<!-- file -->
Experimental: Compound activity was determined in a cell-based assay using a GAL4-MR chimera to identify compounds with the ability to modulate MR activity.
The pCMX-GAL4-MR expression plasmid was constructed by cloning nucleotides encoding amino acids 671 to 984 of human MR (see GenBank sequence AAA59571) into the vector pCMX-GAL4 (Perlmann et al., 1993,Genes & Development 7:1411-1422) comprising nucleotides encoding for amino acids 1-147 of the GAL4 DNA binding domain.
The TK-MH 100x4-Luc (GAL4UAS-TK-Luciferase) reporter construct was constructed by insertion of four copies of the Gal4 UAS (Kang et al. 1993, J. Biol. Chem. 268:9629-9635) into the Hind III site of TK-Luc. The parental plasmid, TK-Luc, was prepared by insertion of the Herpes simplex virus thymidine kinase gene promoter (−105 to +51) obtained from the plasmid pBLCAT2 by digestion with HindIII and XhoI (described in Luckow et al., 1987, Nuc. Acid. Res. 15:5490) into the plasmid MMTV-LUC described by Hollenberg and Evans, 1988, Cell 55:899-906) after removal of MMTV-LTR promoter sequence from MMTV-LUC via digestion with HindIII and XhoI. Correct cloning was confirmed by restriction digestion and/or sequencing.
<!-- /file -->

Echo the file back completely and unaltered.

Experimental: Compound activity was determined in a cell-based assay using a GAL4-MR chimera to identify compounds with the ability to modulate MR activity.
The pCMX-GAL4-MR expression plasmid was constructed by cloning nucleotides encoding amino acids 671 to 984 of human MR (see GenBank sequence AAA59571) into the vector pCMX-GAL4 (Perlmann et al., 1993,Genes & Development 7:1411-1422) comprising nucleotides encoding for amino acids 1-147 of the GAL4 DNA binding domain.
The TK-MH 100x4-Luc (GAL4UAS-TK-Luciferase) reporter construct was constructed by insertion of four copies of the Gal4 UAS (Kang et al. 1993, J. Biol. Chem. 268:9629-9635) into the Hind III site of TK-Luc. The parental plasmid, TK-Luc, was prepared by insertion of the Herpes simplex virus thymidine kinase gene promoter (−105 to +51) obtained from the plasmid pBLCAT2 by digestion with HindIII and XhoI (described in Luckow et al., 1987, Nuc. Acid. Res. 15:5490) into the plasmid MMTV-LUC described by Hollenberg and Evans, 1988, Cell 55:899-906) after removal of MMTV-LTR promoter sequence from MMTV-LUC via digestion with HindIII and XhoI. Correct cloning was confirmed by restriction digestion and/or sequencing.